Foods that can cause miscarriage or disrupt fetal development

Reviewed by | Last updated Jun 8, 2023 | 0 comments

Allison Schaaf - Miscarriage Hope Desk
Hi, my name is Allison Schaaf. My own fertility journey, including five miscarriages, inspired me to create this website to help you navigate your own fertility path.
    Here are the key takeaways I would share with you as a friend:
  • It is very rare for illness from a food borne illness to cause miscarriage.
  • However, during pregnancy, the body’s immune functions shift, causing you to be more susceptible to illnesses from foods and it is not just you that is at risk, it is the child you are carrying, too!
  • It is important to be aware of a few specific foods you may want to avoid during pregnancy.
  • . I also recommend you do your own research and work with your doctor. That is why I have coordinated these articles with the nitty-gritty details and links to research so you can make an informed decision on what works best for you… read on for more! And don’t miss my Next Steps section at the bottom.

    High-mercury seafood


    Undercooked, raw, or contaminated seafood


    Unpasteurized Cider or Juice


    Raw milk, raw soft cheeses, and any other raw dairy products


    Raw or undercooked eggs


    Premade seafood or meat salad (such as tuna salads or deli chicken)


    Undercooked poultry and meat

    If you’ve had miscarriages and are concerned about your current pregnancy, even eating could make you nervous. While miscarriage due to food is rare, many foods can affect your health and the health of your baby during pregnancy. 

    During pregnancy, some aspects of immune functions become weaker to accommodate the growing baby, so your risk of certain infections are higher. The fetus may also be more sensitive to food contaminants such as heavy metals than adults. 

    Consider avoiding the following foods during TTC and pregnancy as studies show that they may disrupt embryonic or fetal development. Many of these present high risk for food-borne illnesses that can cause miscarriage even though most adults can safely consume them.

    High-mercury seafood

    Seafood is a rich source of omega-3 fatty acids and proteins, along with selenium, iodine, and other minerals. These are essential nutrients for embryonic and fetal development

    The omega-3 fatty acids in fish and seafood provide building blocks for the eyes and the brain. However, high levels of mercury are present in some shellfish and fish that can disrupt the development of the nervous system 12345.

    The Food and Drug Administration (FDA) suggests avoiding the following if you’re pregnant or trying to conceive, since they have high mercury levels.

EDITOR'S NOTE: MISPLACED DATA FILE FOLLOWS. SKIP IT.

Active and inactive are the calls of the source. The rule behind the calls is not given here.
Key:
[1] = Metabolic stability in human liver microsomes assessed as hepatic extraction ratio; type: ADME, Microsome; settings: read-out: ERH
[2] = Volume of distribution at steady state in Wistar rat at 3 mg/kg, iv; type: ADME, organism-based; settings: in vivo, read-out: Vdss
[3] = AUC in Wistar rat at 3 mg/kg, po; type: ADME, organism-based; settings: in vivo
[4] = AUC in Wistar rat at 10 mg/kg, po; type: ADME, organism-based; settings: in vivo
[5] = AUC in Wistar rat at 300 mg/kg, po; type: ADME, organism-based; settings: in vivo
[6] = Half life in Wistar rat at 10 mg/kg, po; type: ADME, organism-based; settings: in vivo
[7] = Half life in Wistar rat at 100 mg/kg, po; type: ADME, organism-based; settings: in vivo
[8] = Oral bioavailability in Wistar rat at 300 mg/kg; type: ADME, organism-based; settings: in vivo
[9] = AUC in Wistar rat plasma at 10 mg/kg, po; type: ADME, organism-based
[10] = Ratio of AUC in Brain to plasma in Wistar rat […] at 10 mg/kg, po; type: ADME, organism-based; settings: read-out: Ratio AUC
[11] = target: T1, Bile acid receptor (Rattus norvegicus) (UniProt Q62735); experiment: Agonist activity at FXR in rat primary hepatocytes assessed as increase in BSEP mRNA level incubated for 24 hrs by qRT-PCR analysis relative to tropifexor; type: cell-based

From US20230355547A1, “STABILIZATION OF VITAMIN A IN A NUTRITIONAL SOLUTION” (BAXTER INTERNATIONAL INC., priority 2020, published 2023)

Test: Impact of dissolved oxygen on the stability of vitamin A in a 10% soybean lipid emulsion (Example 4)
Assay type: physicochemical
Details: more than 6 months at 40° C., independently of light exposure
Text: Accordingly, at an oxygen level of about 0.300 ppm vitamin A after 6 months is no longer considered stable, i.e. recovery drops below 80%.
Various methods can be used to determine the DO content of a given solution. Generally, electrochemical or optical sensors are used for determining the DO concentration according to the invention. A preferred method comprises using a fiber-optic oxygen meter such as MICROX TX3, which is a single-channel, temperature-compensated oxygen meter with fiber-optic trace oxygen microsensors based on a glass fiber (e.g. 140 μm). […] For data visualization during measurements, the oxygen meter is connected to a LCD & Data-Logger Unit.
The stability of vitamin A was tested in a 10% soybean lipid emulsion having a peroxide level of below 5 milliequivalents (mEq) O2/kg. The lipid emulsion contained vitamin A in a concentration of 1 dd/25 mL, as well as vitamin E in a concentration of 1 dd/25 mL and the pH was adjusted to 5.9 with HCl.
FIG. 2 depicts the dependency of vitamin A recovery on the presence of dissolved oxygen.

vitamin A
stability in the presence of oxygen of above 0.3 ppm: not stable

• King mackerel
    • Bigeye tuna
    • Marlin
    • Swordfish
    • Tilefish
    • Shark
    • Orange roughy

    However, not all seafood needs to be avoided. Some seafood has low mercury so the benefits outweigh the risk. According to the 2015-2020 Dietary Guidelines for Americans, you can eat eight to 12 ounces of seafood per week during pregnancy. The latter amounts to two to three servings of seafood per week 67.

    The following fish are safe for pregnancy (when cooked):

    • Cod
    • Catfish
    • Anchovies
    • Salmon
    • Trout
    • Tilapia
    • Shrimp
    • Shad
    • Sardines
    • Pollock
    • Pacific oyster
    • Scallops
    • Herring
    • Salmon

    Undercooked, raw, or contaminated seafood

    During pregnancy, changes in your immune system can put you and your baby at an increased risk for foodborne illnesses. These illnesses may result in early pregnancy loss, premature delivery, or stillbirth. Certain foodborne illnesses, including Toxoplasma gondii and Listeria, may infect your fetus even if you don’t feel sick. The following are FDA advisory about eating seafood during pregnancy. 89:

    Cook your seafood thoroughly: Cook all your seafood dishes to 145o F (62.7ºC). Bacteria or parasites such as Listeria may be present in raw seafood that may make you ill during pregnancy and harm your baby. So, you may try to avoid:

    • Sashimi and sushi
    • Raw Oysters
    • Ceviche
    • Raw Clams and Scallops

    Be careful with smoked seafood: Smoked refrigerated seafood presents a significant risk of Listeria. Avoid eating smoked refrigerated seafood unless cooked to reach an internal temperature of 165o F (73.8ºC), which is high enough to kill harmful food-borne pathogens.

    Smoked refrigerated seafood such as trout, salmon, cod, whitefish, mackerel, or tuna often comes with the following names:

    • Nova-style
    • Kippered
    • Lox
    • Jerky
    • Smoked

    You can consume smoked seafood during pregnancy if it is shelf-stable, canned, or present in a cooked dish, such as in a casserole.